One way to feed the globe’s growing population is to ramp up intensive farming in tropical regions, but doing so will require a lot of fertilizer—particularly phosphorus. This is not only because it is often present at very low levels in tropical soils, but also because many of these soils bind added phosphorus fertilizer, making it less available to crops.
A new study in Nature Plants estimates that intensifying farming on the world’s phosphorus (P) binding soils could annually sequester in soil 1 to 4 million metric tons of P fertilizer. For comparison, approximately 2 million metric tons of fertilizer phosphorus are used in North America each year.
Furthermore, the authors found that even after fertilizing for decades, farmers on P-binding soils will still be forced to pay this “P-tax” every year, tying their success or failure to the production, distribution, and cost of a finite resource found largely in just a handful of locations around the world. By 2050, the “P-tax” could double if the expansion of the world’s tropical cropland area continues.
Eric Roy, now an assistant professor at the University of Vermont, led the study with his former advisor at Brown University, Associate Professor Stephen Porder. They and a team of colleagues at Brown and in Brazil interviewed farmers in Mato Grosso, Brazil, a state with very poor soils that has become a global agricultural powerhouse by using large quantities of phosphorus fertilizer.
Farmer surveys and Brazilian government statistics suggest that even after decades of fertilizer inputs in excess of what is taken up by crops, these P-binding soils still sequester about 50 percent of the phosphorus fertilizer added.
“Tropical soils are really different and so the costs, consequences, and considerations of trying to do this (intensive agriculture) in the tropics are different,” Porder says. “Our study is the first to ask the question about any of these costs: What is it really going to take to do this at a large scale?”
ADDING UP THE PHOSPHORUS TAX
Roy says the phosphorus tax needs to figure into projections about whether tropical agricultural intensification will be economical and sustainable over the long term. Like oil, phosphate rock is in finite supply and the world’s reserves are concentrated in a small number of places (about 72 percent of current reserves are in Morocco and Western Sahara). Unlike oil, phosphorus cannot be replaced by something else, Porder says.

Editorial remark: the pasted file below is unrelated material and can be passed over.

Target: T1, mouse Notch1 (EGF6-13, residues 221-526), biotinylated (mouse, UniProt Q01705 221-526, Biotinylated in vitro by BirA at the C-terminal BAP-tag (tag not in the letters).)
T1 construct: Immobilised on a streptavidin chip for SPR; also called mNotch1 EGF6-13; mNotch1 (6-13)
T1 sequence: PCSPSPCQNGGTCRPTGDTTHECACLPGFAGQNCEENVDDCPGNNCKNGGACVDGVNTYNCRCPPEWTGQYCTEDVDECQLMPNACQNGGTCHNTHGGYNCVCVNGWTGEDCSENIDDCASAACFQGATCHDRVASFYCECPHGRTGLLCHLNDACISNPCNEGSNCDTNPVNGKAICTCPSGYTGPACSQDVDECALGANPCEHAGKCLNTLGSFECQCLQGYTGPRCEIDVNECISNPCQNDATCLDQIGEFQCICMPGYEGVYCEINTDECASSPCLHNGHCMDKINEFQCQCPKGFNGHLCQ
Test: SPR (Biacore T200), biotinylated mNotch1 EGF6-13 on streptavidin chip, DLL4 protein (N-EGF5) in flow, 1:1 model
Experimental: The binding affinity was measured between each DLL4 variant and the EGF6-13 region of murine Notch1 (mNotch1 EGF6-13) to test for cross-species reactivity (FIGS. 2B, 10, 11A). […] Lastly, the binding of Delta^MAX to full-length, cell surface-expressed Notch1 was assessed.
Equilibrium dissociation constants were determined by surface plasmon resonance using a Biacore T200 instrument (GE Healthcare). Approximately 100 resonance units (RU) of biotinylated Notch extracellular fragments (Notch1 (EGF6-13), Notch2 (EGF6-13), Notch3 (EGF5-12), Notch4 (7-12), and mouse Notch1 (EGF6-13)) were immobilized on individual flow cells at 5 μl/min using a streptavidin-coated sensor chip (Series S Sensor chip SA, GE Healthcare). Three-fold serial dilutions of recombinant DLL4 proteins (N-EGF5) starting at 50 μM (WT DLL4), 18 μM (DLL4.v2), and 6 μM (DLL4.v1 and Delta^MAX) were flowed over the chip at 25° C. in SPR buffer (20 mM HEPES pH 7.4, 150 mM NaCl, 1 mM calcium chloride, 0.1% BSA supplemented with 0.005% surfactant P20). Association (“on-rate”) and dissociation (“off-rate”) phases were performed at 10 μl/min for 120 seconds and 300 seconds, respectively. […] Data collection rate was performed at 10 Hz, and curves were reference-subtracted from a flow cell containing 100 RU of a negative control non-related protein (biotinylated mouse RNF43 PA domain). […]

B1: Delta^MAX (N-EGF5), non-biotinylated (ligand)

“There are very real economic and political considerations to building a global food supply based around a finite resource that is mostly found in a few countries and which we will be dependent on for decades because these soils are not going to saturate anytime soon,” Porder says.
Roy says he is not worried that the world is going to “run out” of phosphorus. Rather, food security could become more vulnerable to geopolitical dynamics and the volatility of phosphate rock prices.
3 WAYS TO USE LESS PHOSPHORUS
Roy and Porder describe several ways to mitigate the phosphorus tax.
One way would be to recycle more phosphorus-rich livestock manure to tropical croplands and reduce the need for synthetic fertilizer made from phosphate rock. However, in Brazil this has been limited because most of the soybeans farmers grow are exported to feed animals reared for meat in China and Europe. Globally, however, this is an important solution, Roy says. Researchers around the world are developing ways to “close the loop” and safely recycle phosphorus from human waste back to croplands.
A second possibility would be to rethink high-meat diets, which require more land in agriculture—and more phosphorus—than a low-meat or meatless diet would, Porder says. A lot of cropland is currently devoted to growing feed, including corn and soybeans, for meat animals. By growing more crops for people, rather than livestock, Roy says, less land and other resources would be needed for agriculture overall.
Third, a lot of the world’s food is wasted, Porder says. Reducing food waste would also slow the presumed need to intensify tropical agriculture.
A final option may be technology, if scientists can develop a way to recover phosphorus from the soils that currently bind it tightly.
These changes are important to start now, Roy and Porder urge.
“If we don’t make these changes to diets and we don’t make these changes to food waste, we will need more land in intensive production,” Porder says. That would incur other resource costs beyond phosphorus, he says, like using more pesticides and fossil fuels as well.
The National Science Foundation and Brown University’s Brazil Initiative and the Institute at Brown for Environment and Society funded the research.